Blue Star Museums is a partnership between the National Endowment for the Arts and Blue Star Families, in collaboration with the Department of Defense and museums across America, offering free admission to the nation’s active-duty military personnel and their families, including National Guard and Reserve. The 2023 Blue Star Museums program begins on Armed Forces Day, Saturday, May 20, 2023, and ends on Labor Day, Monday, September 4, 2023.

June 15 through September 15 – The “Historian is in the house” on Saturdays.

On June 15, the Society will open the Colonial House door to our seasonal and local visitors. After September 15, you can arrange a private tour by notifying us in email at

The headquarters of the Society, incorporated in August 1974, is the Colonial House Museum c 1730, located at 653½ Washington Street, Cape May, next to Cape May City Hall.

The front room features a tavern room. Other rooms open to the public in this unsung survivor from Cape Island’s very beginning depict a colonial era cooking/eating room. A room, added in the 1930’s, is a research and meeting room.

Early spring this year, we refurbished the research and meeting room with new bookcases to hold our archives and to set up a scanning operation.

The Pennywise Archive

Pennywise Cover Pennywise interior

One of our most requested archive topics is Pennywise publication. Pennywise was created and published by Joe Barker, Editor and Louis Piron, Business Manager. His staff was small, but the creativity of the publication was a journal that covered the season's “who is who” and “what is happening in Cape May,” along with local gossip during the summer season. Just about everyone in town searched for the new edition to view who’s photograph is on the front cover and the picture key.

Picture Key

The publication gave the locals a written diary and a voice to their existence as beachgoers, busboys, waitresses, lifeguards, shop keepers, farmers, clammers, and fishermen--the hardworking people-- who supported the thousands of visitors to the town. The publications began in 1931 and ran through the war years, the cold war, the landing on the moon, on to final years in the 80’s. While the pictures, and original artwork depicting the business community are historical artifacts, the journal entry for that week was written in long hand as shown above. Sometimes easily readable in block print and other journals are in cursive—a reading skill lost by the new generations who depend on technology.

Many children and grandchildren stop by the museum to talk about Pennywise. Stop by on Saturdays the when the Historian, Harry Bellangy “is in the house.”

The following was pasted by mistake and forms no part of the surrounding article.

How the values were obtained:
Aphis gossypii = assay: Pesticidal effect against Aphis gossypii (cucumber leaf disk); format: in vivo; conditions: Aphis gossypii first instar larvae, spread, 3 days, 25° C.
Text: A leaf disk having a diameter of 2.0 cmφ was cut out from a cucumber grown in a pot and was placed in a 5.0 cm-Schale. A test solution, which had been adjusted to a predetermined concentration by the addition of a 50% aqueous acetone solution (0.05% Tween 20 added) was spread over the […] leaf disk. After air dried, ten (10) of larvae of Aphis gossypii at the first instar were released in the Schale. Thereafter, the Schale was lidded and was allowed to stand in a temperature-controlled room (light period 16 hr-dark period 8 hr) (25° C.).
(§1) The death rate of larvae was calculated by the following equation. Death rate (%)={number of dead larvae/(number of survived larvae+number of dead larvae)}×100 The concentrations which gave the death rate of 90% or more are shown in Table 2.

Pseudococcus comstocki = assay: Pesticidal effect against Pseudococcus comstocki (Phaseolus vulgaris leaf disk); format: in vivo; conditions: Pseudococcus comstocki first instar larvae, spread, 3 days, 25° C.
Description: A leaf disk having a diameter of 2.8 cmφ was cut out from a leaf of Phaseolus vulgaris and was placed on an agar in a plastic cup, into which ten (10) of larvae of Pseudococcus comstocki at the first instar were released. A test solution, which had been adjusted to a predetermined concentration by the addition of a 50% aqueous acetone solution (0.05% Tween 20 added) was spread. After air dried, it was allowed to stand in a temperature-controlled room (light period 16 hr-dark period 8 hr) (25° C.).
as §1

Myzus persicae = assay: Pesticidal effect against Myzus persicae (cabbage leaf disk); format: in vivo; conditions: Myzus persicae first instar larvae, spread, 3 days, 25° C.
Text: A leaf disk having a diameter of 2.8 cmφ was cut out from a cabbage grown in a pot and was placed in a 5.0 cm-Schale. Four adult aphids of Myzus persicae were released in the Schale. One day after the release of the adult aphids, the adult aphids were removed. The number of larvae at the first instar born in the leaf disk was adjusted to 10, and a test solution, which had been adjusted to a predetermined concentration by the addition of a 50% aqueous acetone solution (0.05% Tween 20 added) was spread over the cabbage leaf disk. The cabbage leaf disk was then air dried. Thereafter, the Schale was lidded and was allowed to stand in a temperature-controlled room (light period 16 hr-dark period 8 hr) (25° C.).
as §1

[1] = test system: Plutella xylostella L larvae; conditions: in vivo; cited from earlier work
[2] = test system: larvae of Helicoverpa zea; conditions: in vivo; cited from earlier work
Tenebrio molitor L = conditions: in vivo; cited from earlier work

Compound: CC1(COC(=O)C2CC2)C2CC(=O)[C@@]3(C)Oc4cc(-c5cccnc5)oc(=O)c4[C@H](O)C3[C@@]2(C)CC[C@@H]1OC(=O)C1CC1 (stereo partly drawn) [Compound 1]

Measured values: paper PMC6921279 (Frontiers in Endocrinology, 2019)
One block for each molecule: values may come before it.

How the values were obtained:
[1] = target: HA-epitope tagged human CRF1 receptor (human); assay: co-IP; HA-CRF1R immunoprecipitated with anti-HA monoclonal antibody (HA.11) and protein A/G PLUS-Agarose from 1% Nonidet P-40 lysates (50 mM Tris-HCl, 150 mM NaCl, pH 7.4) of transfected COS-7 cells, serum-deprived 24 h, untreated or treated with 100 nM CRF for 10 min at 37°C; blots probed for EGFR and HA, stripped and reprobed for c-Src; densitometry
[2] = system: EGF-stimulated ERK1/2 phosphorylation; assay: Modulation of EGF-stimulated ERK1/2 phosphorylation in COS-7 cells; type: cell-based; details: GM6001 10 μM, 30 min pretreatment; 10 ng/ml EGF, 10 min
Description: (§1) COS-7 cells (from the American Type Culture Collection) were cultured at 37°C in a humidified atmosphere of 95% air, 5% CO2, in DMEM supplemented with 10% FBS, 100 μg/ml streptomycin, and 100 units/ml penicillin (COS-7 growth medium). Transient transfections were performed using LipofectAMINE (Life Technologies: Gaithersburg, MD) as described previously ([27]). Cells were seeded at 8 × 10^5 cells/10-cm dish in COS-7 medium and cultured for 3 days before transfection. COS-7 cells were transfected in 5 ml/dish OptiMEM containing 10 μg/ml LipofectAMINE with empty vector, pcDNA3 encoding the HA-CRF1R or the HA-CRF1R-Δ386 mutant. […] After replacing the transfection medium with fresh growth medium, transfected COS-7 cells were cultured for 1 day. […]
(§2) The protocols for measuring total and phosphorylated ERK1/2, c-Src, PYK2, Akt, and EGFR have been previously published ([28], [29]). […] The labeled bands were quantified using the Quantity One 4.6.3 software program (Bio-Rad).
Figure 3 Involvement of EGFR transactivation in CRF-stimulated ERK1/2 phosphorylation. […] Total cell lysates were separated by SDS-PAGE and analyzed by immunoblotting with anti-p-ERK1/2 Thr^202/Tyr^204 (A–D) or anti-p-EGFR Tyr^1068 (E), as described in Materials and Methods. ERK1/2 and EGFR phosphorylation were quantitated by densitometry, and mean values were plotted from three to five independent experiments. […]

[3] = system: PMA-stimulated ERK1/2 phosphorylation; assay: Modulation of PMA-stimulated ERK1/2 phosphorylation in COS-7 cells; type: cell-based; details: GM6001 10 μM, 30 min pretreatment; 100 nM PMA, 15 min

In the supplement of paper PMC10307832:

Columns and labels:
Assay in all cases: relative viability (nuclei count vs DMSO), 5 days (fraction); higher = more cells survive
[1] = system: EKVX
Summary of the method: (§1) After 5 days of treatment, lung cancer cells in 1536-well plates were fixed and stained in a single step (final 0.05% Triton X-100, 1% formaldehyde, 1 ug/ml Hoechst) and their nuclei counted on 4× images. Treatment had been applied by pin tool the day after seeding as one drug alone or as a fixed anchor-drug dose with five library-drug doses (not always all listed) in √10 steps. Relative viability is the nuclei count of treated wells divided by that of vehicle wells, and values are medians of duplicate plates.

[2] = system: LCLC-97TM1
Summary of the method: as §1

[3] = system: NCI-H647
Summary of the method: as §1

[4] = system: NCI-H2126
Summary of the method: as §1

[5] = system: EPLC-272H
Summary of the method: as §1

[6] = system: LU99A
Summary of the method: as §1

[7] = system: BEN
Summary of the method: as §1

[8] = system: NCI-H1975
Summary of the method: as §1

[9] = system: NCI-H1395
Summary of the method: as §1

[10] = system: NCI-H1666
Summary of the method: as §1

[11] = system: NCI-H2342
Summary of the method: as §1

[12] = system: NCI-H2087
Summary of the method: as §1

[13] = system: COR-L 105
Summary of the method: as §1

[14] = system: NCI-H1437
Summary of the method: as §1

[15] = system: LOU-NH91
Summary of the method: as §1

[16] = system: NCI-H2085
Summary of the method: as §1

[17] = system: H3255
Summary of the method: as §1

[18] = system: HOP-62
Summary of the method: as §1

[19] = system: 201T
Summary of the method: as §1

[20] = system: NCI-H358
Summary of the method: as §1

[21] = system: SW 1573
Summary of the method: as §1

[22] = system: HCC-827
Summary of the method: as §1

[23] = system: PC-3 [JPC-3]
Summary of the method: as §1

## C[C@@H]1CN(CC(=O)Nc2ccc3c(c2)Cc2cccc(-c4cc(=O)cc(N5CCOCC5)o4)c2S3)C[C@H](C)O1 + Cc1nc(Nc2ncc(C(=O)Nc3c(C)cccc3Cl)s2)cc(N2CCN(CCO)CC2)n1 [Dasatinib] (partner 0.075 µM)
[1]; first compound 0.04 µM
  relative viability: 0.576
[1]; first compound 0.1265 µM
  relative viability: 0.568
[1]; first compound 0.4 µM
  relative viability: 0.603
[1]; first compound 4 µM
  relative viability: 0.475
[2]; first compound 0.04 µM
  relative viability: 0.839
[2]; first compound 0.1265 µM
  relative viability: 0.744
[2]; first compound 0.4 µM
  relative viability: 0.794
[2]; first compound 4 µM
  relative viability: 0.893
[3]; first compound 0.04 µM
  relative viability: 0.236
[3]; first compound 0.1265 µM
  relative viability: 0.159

July 4th, 2023 - Cape May City Parade

the old Cape May Convention Center

The Society will be participating in the July 4th parade to be held at 1:00PM. In the past few years, we were in the West Cape May Christmas Parade. We have decided to parade down Beach Drive in warmer weather—a Cape May tradition in our city. (old Convention)

July 4th, 2026 - Celebrating the 250th anniversary of the 1776 establishment of the United States of America

interior of the Colonial House

Only two years away, we are planning for the United States Semi quincentennial, the 250th anniversary of the 1776 establishment of the United States of America. It will occur July 4, 2026.

The Colonial House is a unique and authentic site to visit in the city. Memucan Hughes was a paymaster in the Cape May County Militia, and his tavern was the meeting place for the news from up North. We plan to refresh our garden with colonial medicinal plants that will provide insight and education into herbs and plants and the “miseries” they cured. We are actively working to partner with other historical societies in the county for the celebration.

The Society is a Heritage Partners (Meet Our Heritage Partners - Crossroads of the American Revolution ( with the Crossroads of the American Revolution (About Crossroads of the American Revolution - Crossroads of the American Revolution ( an organization dedicated to connecting the people and places of New Jersey’s rich Revolutionary heritage to inspire community pride, stewardship, and civic engagement. The heritage area encompasses approximately 2,155 square miles in New Jersey including 212 municipalities in 14 counties, but we work with partners throughout the entire state to tell the Crossroads of the American Revolution story.

RevolutionNJ is New Jersey’s commemoration of the 250th anniversary of the founding of the United States. Crossroads of the American Revolution is the not-for-profit partner of the New Jersey Historical Commission in planning observances and commemorations, with support from the NJ Division of Travel and Tourism and the NJ Division of Parks and Forestry.

The Commemoration will happen in 2026, with events beginning as early as 2024 and running through 2033. This is a once-in-a-generation opportunity for New Jersey to highlight its unique Revolutionary significance, the diverse stories of the people who lived at that time, and the lasting impact of our nation’s complex history.


MAC Victorian Weekend Historic House Tour 1 -4 PM Saturday, October 7th

The Society will open the Colonial House for a way to celebrate all things Victorian in Cape May! This will be a self-guided tour of B&B's, Inns, and private residences with a trolley shuttle. We want to show off what is unique about Cape May.